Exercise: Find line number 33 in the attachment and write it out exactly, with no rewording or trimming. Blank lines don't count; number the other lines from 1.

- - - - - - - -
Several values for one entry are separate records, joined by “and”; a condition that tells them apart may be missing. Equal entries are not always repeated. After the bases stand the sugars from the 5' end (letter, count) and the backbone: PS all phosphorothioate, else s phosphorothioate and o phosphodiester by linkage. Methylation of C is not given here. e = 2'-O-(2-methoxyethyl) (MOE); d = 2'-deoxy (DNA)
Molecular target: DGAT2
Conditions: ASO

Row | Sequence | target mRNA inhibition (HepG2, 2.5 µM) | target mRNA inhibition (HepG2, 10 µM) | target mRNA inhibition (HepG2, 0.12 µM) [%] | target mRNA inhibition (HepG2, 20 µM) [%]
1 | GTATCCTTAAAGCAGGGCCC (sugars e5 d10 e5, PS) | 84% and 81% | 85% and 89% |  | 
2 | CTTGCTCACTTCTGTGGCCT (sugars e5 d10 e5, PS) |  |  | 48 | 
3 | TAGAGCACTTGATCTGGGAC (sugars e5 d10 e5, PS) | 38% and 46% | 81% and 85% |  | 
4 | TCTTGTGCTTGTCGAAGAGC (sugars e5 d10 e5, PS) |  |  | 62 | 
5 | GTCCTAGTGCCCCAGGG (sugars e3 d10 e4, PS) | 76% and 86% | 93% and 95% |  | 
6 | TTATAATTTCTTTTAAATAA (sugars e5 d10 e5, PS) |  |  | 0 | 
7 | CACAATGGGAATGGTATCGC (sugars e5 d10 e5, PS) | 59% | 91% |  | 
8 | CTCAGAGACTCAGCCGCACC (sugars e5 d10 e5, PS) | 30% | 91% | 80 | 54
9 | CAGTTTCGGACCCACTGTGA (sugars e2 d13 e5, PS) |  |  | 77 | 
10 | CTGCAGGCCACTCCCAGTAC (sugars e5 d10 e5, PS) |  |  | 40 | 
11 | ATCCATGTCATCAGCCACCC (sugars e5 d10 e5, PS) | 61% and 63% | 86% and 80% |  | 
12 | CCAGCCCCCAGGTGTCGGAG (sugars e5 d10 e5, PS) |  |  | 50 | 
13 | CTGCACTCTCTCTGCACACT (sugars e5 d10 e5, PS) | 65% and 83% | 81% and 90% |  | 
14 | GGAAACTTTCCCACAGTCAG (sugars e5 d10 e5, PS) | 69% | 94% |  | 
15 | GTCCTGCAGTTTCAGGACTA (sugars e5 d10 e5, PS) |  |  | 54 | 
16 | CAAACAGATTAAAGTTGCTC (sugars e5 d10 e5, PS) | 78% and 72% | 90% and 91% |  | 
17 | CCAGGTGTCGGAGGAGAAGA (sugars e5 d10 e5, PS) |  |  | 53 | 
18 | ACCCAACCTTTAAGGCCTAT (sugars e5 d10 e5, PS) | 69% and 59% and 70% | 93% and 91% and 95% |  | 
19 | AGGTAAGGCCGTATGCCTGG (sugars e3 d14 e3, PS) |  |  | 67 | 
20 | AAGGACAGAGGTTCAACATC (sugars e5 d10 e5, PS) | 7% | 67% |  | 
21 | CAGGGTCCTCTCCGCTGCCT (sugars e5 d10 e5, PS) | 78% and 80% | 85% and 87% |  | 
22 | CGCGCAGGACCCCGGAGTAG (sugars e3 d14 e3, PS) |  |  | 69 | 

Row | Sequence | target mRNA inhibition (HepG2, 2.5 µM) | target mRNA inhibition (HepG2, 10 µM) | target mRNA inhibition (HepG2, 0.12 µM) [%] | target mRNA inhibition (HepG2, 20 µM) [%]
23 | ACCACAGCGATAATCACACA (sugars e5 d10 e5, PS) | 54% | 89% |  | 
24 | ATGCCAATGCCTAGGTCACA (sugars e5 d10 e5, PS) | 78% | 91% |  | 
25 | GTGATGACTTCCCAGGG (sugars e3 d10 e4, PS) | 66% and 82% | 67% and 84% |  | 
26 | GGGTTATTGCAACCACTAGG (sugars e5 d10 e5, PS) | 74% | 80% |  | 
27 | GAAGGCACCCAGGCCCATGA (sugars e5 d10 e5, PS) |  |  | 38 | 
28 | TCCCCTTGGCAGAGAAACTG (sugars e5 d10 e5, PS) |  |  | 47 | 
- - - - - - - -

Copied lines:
28 | TCCCCTTGGCAGAGAAACTG (sugars e5 d10 e5, PS) |  |  | 47 | 